October 15, 2016 Booklist 31 www.booklistonline.com
Brooks. 1953. Third World, $12.95
U.S. poet laureate and the first African
American woman to win the Pulitzer
Prize, Brooks brought her crisp lyricism to her sole venture into fiction, a
coming-of-age novel told in exquisite
vignettes that trace Maud Martha’s
experiences in an African American
neighborhood in Chicago.
Montaro Caine. By Sidney Poitier. 2013.
Spiegel & Grau, $26 (9780385531115).
The first African American to win an
Academy Award for Best Actor, in 1964,
Poitier published his first novel at age 86,
a riveting blend of corporate intrigue and
science fiction starring Montaro Caine, a
mining CEO besieged by takeover sharks
and fascinated by a mysterious coin with
Not without Laughter. By Langston
Hughes. 1930. Touchstone, $16
Harlem Renaissance poet Hughes’ semiautobiographical first novel portrays an
African American boy sensitive to matters
of class, religion, and race, growing up in
a small town in Kansas.
The Road through the Wall. By
Shirley Jackson. 1948. Penguin, $15
Jackson, the subject of an excellent
2016 biography by Ruth Franklin, is
best remembered for her short stories,
especially the indelible “The Lot-
tery.” But the same year that eerie tale
appeared in the New Yorker, the 28-year-
old had her first novel published, a
sharply satirical tale about an orderly,
self-righteous California neighborhood
abruptly opened to outsiders.
The Roman Spring of Mrs. Stone.
By Tennessee Williams. 1950. New
Directions, $15.95 (9780811221450).
The avidly praised debut novel by essential dramatist Williams (A Streetcar Named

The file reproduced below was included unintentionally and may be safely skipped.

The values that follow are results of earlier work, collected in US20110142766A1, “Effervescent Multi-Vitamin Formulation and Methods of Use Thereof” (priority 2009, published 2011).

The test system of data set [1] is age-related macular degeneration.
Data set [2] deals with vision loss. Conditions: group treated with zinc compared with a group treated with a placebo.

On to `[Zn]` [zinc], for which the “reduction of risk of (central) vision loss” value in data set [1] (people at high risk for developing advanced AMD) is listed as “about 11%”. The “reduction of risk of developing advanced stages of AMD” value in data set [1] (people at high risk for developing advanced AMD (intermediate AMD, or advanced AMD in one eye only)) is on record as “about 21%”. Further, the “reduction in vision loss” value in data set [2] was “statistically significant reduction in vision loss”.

Desire, Cat on a Hot Tin Roof) tells the
dark story of a love affair in Rome between
a wealthy, suddenly widowed American
actress aging away from her famed beauty
and a young Italian who turns out to be a
gigolo, a tale that inspired two screen adaptations, one in 1961, the other in 2003,
which starred Helen Mirren and Anne
Bancroft in her last role.
Snow White. By Donald Barthelme.
1967. Touchstone, $13.99
Seven years after his stories began appearing in the New Yorker, Barthelme’s
first novel was published, a fractured
variation on the “Snow White” fairy tale
told from the syncopated perspectives of
the seven dwarfs, Snow White, and her
The Village. By David Mamet. 1994.
Little, Brown, $11.95 (9780316191005).
Pulitzer Prize–winning playwright Mamet’s unconventional first novel is written
primarily in dialogue and portrays, with
gathering intensity, the troubled denizens
in a small New England town.
A Fairly Good Time. By Mavis Gallant.
1970. New York Review, $16.95
Although Nobel laureate Alice Munro,
one of the world’s most cherished short
story writers, has not written a novel,
another Canadian master of the form,
Gallant, who had 116 stories published in
the New Yorker and lived most of her life
in Paris, wrote two, and both are collected
here. Her debut novel, Green Water, Green
Sky (1959), portrays, with concision and
edgy humor, a divorced American mother
and her teenage daughter adrift and at
odds in Europe.
The Hottest State. By Ethan
Hawke. 1996. Little, Brown, $26.99
Actor Hawke’s brief debut novel
is—surprise!—about a brooding,
21-year-old actor from Texas who is
seeking fame in New York and who
finds himself overwhelmed by Sarah,
an ardent feminist, preschool teacher,
House of Earth. By Woody
Guthrie. 2013. Harper, $15.99
Mighty singer-songwriter Guthrie, of
“This Land Is Your Land” glory, completed his only novel in 1947, but it did not
see the light of readers’ eyes until Johnny
Depp selected it in 2013 as the inaugural
title in his HarperCollins imprint, Infinitum Nihil. A Dust Bowl saga set in the
Texas Panhandle, it tracks the struggles of
Tike and Ella May Hamlin.